What’s hovering over my flowers?

Several sphinx moth species look a lot like hummingbirds or bumblebees.

Have you ever seen a hummingbird in your garden at night? How about a hummingbird that looked like it had horns? If so, you were probably looking at a sphinx moth, also known as a hawk moth. There are over 120 species of sphinx moths known from the United States and Canada; the term sphinx relates to the appearance and behavior of their caterpillars, many of which assume a sphinx-like posture when they feel threatened.

Many sphinx moths can hover and sip the nectar of flowers just like hummingbirds. Instead of using a long beak to reach into the flowers, the sphinx moths use a thin, tubular proboscis that they can unroll and extend into flowers. The length of the tongue varies greatly with the species, from being almost absent (some do not feed as adult moths) to as much as 4 inches long. When not in use, the proboscis is tightly coiled and stowed under their head. The antennae of most species are long and held stiffly in front of the head, looking a bit like horns.

Some of the sphinx moths are very common insects that many people have seen in their caterpillar stages without ever knowing about the adults. The caterpillars are often called hornworms due to a prominent horn on their tail end. Anyone who has tried to grow tomatoes in their home garden has probably met face-to-face with tomato hornworms.

There are two species in Michigan: the true tomato hornworm and the tobacco hornworm. According to Michigan State University Extension, both will readily feed on almost any plant in the solanaceous family, which includes tomatoes, potatoes, eggplants and peppers. Young caterpillars may already be munching in your gardens right now, but you may not be able to find them until they are much larger and have removed a lot of leaves and some of the tomatoes from your plants.

Tomato hornworm moth Tobacco hornworm moth
Left, Tomato hornworm moth with proboscis extended. Right, Tobacco hornworm moth at a flower.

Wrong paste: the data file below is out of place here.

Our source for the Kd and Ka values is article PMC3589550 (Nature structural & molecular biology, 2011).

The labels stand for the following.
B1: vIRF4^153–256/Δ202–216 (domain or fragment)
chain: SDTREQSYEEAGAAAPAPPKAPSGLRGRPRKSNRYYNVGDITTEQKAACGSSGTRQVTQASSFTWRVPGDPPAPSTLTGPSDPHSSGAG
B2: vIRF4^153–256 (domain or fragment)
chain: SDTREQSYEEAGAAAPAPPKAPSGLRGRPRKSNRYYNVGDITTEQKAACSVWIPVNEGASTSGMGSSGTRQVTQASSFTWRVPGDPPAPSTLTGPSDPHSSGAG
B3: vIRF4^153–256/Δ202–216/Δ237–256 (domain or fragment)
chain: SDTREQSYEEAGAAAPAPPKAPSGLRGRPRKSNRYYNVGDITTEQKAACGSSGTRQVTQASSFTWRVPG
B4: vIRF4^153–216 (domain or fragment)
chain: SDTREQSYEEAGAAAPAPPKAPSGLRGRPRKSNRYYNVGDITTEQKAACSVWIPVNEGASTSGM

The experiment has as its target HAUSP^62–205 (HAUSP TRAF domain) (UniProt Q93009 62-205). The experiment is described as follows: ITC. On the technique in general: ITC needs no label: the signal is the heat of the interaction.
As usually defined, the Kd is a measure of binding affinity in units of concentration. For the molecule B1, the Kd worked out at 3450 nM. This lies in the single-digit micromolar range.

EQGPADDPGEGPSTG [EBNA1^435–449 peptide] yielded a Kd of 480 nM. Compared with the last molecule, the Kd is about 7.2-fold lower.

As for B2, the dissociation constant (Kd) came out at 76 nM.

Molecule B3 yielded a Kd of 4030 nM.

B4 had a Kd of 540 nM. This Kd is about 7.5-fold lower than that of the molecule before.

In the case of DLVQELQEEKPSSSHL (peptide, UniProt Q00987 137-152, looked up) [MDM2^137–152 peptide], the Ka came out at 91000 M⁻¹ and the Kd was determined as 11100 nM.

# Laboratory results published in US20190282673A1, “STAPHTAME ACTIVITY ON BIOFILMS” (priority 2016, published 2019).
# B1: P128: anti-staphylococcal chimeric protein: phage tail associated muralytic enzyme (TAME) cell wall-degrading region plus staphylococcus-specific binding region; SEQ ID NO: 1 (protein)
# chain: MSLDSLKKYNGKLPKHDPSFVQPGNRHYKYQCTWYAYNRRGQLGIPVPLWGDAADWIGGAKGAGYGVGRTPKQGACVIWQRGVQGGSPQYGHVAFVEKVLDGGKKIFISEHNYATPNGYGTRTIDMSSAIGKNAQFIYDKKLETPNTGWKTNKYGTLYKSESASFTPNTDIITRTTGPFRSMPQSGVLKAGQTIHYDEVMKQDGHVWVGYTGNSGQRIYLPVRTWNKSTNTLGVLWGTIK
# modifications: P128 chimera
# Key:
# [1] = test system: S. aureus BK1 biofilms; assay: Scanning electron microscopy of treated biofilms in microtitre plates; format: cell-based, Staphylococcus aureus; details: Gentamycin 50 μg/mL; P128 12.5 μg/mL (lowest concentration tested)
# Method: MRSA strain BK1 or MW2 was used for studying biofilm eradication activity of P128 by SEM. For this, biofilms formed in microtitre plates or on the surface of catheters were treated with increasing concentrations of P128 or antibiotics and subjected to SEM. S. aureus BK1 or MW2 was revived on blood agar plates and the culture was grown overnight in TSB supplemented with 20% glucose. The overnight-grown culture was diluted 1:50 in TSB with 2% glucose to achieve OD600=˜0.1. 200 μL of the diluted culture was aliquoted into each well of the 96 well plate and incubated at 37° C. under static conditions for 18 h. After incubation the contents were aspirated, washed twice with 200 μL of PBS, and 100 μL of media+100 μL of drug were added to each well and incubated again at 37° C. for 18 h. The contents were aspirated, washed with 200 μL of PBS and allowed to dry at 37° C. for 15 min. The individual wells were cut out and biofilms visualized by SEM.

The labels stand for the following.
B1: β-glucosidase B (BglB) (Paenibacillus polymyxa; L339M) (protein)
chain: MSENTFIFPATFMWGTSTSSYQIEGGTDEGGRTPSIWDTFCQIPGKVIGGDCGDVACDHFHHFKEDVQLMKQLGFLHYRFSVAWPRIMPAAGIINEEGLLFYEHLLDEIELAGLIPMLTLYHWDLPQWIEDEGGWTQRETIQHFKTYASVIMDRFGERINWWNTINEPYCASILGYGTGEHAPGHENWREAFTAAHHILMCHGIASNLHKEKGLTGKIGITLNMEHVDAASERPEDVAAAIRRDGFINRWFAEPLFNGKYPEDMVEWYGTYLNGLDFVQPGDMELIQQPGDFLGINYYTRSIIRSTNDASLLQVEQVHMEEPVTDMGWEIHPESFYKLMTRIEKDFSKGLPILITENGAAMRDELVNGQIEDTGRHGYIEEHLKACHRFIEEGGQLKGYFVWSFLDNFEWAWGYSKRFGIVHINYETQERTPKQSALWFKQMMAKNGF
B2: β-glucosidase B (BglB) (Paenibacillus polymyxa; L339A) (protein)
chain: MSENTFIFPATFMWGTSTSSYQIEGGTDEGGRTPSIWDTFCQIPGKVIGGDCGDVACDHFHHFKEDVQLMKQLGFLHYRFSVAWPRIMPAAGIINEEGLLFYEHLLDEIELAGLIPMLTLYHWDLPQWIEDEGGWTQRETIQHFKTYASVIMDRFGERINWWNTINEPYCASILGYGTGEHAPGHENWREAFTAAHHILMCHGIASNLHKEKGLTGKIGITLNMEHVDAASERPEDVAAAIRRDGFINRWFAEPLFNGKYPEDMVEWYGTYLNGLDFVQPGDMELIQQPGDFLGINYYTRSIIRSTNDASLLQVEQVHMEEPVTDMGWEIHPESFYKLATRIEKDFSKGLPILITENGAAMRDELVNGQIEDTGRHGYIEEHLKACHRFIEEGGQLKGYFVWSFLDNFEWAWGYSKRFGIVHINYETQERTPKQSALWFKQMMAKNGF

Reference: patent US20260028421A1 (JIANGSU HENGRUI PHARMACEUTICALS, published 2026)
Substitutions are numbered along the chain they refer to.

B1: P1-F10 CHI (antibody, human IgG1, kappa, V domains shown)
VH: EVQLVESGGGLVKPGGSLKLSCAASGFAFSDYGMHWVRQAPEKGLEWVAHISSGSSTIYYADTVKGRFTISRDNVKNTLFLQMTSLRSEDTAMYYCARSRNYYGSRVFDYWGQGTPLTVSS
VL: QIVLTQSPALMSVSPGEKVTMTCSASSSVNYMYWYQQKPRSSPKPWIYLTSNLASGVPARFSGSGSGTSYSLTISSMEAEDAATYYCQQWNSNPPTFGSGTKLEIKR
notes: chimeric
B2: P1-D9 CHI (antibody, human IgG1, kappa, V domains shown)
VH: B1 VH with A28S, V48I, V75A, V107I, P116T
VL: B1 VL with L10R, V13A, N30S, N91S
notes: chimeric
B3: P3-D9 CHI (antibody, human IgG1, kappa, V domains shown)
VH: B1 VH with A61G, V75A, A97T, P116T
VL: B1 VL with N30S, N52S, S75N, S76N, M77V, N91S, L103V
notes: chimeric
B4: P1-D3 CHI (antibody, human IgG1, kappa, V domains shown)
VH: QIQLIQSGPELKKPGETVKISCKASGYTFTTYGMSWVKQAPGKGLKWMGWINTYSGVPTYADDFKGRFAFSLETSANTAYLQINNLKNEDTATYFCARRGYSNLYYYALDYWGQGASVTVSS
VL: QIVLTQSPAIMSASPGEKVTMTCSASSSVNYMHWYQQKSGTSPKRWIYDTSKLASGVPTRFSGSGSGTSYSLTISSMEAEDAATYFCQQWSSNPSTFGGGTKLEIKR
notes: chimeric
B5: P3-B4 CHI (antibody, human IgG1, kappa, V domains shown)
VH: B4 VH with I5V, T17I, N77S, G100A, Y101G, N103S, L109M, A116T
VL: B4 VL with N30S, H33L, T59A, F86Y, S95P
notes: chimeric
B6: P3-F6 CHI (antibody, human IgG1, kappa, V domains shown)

They have remarkably effective cryptic colors and markings, allowing them to blend into the foliage and stems of their host plants. July and early August is a prime time to see the adults of the tomato-feeding hornworms, if you know where and when to look.

The bodies of adult tomato and tobacco hornworms can reach 2 inches in length and their wingspan may exceed 4 inches. The wings are delicately patterned in shades of black, gray, brown and white; their bodies are similar shades with bold yellow-orange spots down the sides of the abdomen.

They are extremely strong fliers, able to travel many miles in an evening to find your garden and lay eggs on your plants. If you would like to see these beautiful moths live and in person, you’ll need to stay out late, as they typically don’t fly much before 10 p.m. With a flashlight, look for them around the flowers of phlox, trumpet vine, honeysuckle, petunia, bouncing bet and other deep-throated flowers. Don’t expect them to land on the flowers – their wings will be a blur as they hover several inches away, sipping the nectar with their 4-inch tongue.

There are a number of other common species that may be encountered at garden flowers. The great ash sphinx, Pandora sphinx and Achemon sphinx are also late-night visitors to flowers. Around sunrise and at dusk, or even on overcast days, the white-lined sphinx is a common sight at garden flowers or at lilacs. Some fly in broad daylight such as the hummingbird sphinx and the bumblebee sphinx. Both are excellent mimics of their respective models.

White-lined sphinx moth Bumblebee sphinx moth
Left, White-lined sphinx moth. Right, Bumblebee sphinx moth.

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